The present study provides the broad overview of the burden and spectrum of hemoglobinopathies in this region of country. Along with B-homozygous, E hemoglobinopathies is also prevalent in this region. In this perspective, we emphasize that a routine premarital screening program is needed for identification and prevention of high-risk marriages. Nevertheless, mass awareness, knowledge generation, and genetic counseling are still a vital requisite.

   Acknowledgement Top

We acknowledge to the technical staff of haematology department and thalassemia counselor Sudesna for helping us in this work.

   References Top

1.WHO. Management of Haemoglobin Disorders. Report of Joint WHO-TIF Meeting on the Management of Haemoglobin Disorders. Nicosia, Cyprus, 16-18 November 2007. World Health Organization 2008: 1-2. Available from: TIF genetics. [Last accessed on 2012 Aug 2].  Back to cited text no. 1
2.Vaz FE, Thakur CB, Banerjee MK, Gangal SG. Distribution of beta-Thalassemia Mutations in the Indian Population Referred to a Diagnostic Center. Hemoglobin 2000;24:181-94.  Back to cited text no. 2
3.Weatherall DJ. Hematologic methods. In: Weatherall DJ, editor. Methods in Hematology: The Thalassemias, New York: Churchill Livingstone; 1983. p. 1-53.  Back to cited text no. 3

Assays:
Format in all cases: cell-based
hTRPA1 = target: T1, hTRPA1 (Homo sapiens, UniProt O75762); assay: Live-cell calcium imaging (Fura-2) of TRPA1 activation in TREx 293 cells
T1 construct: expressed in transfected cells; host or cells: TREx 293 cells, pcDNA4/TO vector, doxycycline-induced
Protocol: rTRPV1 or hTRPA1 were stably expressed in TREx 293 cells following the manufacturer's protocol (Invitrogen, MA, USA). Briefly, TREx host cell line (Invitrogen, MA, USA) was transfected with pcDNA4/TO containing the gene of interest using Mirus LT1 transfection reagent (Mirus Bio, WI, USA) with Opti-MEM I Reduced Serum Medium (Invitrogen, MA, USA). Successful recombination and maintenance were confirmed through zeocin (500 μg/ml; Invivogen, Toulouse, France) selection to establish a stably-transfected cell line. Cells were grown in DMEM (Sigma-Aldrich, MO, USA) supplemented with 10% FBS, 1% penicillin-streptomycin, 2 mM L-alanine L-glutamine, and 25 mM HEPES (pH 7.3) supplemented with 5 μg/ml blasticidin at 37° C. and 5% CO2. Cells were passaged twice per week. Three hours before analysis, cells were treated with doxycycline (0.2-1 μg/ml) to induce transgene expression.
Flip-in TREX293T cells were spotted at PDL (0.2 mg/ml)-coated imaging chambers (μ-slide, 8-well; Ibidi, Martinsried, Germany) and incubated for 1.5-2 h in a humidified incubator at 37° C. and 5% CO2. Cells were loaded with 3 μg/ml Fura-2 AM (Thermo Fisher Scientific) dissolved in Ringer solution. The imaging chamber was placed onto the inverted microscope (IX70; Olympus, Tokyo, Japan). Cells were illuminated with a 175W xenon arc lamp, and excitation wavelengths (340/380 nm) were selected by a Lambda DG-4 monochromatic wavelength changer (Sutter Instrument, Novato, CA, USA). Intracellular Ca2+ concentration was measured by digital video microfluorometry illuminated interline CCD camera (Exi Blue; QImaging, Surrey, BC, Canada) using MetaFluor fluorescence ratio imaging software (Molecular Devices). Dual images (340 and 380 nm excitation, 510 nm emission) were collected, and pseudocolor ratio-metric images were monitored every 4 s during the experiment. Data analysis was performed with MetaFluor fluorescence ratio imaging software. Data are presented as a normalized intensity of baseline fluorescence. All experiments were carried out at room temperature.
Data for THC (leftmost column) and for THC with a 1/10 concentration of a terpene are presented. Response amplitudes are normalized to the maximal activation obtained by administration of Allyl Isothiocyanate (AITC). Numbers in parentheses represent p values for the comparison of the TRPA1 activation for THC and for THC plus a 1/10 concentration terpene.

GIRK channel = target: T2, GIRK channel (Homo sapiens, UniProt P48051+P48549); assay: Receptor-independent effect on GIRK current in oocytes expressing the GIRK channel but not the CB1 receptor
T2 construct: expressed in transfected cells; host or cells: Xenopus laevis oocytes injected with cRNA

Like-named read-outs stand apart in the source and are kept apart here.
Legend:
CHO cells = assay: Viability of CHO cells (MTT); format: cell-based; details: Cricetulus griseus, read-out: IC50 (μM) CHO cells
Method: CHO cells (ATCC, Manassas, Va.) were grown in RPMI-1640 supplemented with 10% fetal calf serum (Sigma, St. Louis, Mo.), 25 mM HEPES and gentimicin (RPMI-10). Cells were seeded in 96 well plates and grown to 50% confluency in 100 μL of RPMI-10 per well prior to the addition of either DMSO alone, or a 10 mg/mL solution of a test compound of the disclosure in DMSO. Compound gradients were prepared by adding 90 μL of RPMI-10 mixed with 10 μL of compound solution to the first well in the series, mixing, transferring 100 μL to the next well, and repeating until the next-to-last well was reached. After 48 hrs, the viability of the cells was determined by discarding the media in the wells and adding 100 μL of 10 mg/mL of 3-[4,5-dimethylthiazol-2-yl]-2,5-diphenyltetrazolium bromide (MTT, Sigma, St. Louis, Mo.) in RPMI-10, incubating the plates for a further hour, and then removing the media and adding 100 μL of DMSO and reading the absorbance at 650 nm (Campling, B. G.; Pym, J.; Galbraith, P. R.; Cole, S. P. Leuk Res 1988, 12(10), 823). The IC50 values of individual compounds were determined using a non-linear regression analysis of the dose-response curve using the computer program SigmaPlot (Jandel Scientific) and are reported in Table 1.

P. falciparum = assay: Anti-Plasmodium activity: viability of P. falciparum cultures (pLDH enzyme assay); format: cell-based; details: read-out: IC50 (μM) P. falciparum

4.Singer K, Chernoff AI, Singer L. Studies on abnormal hemoglobin: I, Their demonstration in sickle cell anemia and other hematologic disorders by means of alkali denaturation. Blood 1951;6:413-28.   Back to cited text no. 4
5.Brozovic M, Henthorn J. Investigation of abnormal haemoglobins and thalassaemia. In: Dacie JV, Lewis SM, editors. Practical Hematology. 7 th ed. Edinburgh: Churchill Livingstone; 1991. p. 227-8.  Back to cited text no. 5
6.Balgir RS. Genetic epidemiology of three prominent abnormal hemoglobins in India. J Assoc Physicians India 1996;44:25-8.  Back to cited text no. 6
7.Varawalla NY, Old JM, Sarkar R, Venkatesan R, Weatherall DJ. The spectrum of beta-thalassaemia mutations on the Indian subcontinent: The basis for prenatal diagnosis. Br J Haematol 1991;78:242-7.  Back to cited text no. 7
8.Gorakshakar AC, Colah RB. Cascade screening for beta-thalassemia: A practical approach for identifying and counseling carriers in India. Indian J Community Med 2009;34:354-6.  Back to cited text no. 8
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9.Sur D, Mukhopadhyay SP. Prevalence of thalassaemia trait in the state of West Bengal. J Indian Med Assoc 2006;104:11-5.  Back to cited text no. 9
10.Madan N, Sharma S, Sood SK, Colah R, Bhatia LH. Frequency of β-thalassemia trait and other hemoglobinopathies in northern and western India. Indian J Hum Genet 2010;16:16-25.  Back to cited text no. 10
[PUBMED]  Medknow Journal  
11.Colah R, Surve R, Wadia M, Solanki, Mayekar P, Thomas M, et al. Carrier screening for β-thalassemia during pregnancy in India: A 7 year evaluation. Genet Test 2008;12:181-5.  Back to cited text no. 11
12.Keskin A, Türk T, Polat A, Koyuncu H, Saracoglu B. Premarital Screening of Beta-Thalassemia Trait in the Province of Denizli, Turkey. Acta Haematol 2000;104:31-3.  Back to cited text no. 12


  [Table 1], [Table 2]